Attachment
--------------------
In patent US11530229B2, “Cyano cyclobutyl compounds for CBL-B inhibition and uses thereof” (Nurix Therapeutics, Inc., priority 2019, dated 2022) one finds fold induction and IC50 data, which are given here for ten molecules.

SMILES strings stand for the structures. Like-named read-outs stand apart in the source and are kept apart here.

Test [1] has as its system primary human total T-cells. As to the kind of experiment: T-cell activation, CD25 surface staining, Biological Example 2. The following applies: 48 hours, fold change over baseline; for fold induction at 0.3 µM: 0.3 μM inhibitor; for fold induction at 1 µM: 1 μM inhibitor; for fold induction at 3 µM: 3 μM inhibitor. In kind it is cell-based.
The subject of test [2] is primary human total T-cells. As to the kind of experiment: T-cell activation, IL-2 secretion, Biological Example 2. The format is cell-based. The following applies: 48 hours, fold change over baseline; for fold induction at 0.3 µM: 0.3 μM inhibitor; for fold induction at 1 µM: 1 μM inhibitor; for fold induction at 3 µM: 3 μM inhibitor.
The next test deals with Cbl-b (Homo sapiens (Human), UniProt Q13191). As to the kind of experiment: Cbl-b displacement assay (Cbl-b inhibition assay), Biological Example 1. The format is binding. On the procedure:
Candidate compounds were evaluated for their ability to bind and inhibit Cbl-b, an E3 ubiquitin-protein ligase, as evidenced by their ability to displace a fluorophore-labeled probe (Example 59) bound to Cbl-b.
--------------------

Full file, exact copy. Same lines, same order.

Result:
In patent US11530229B2, “Cyano cyclobutyl compounds for CBL-B inhibition and uses thereof” (Nurix Therapeutics, Inc., priority 2019, dated 2022) one finds fold induction and IC50 data, which are given here for ten molecules.

SMILES strings stand for the structures. Like-named read-outs stand apart in the source and are kept apart here.

Test [1] has as its system primary human total T-cells. As to the kind of experiment: T-cell activation, CD25 surface staining, Biological Example 2. The following applies: 48 hours, fold change over baseline; for fold induction at 0.3 µM: 0.3 μM inhibitor; for fold induction at 1 µM: 1 μM inhibitor; for fold induction at 3 µM: 3 μM inhibitor. In kind it is cell-based.
The subject of test [2] is primary human total T-cells. As to the kind of experiment: T-cell activation, IL-2 secretion, Biological Example 2. The format is cell-based. The following applies: 48 hours, fold change over baseline; for fold induction at 0.3 µM: 0.3 μM inhibitor; for fold induction at 1 µM: 1 μM inhibitor; for fold induction at 3 µM: 3 μM inhibitor.
The next test deals with Cbl-b (Homo sapiens (Human), UniProt Q13191). As to the kind of experiment: Cbl-b displacement assay (Cbl-b inhibition assay), Biological Example 1. The format is binding. On the procedure:
Candidate compounds were evaluated for their ability to bind and inhibit Cbl-b, an E3 ubiquitin-protein ligase, as evidenced by their ability to displace a fluorophore-labeled probe (Example 59) bound to Cbl-b.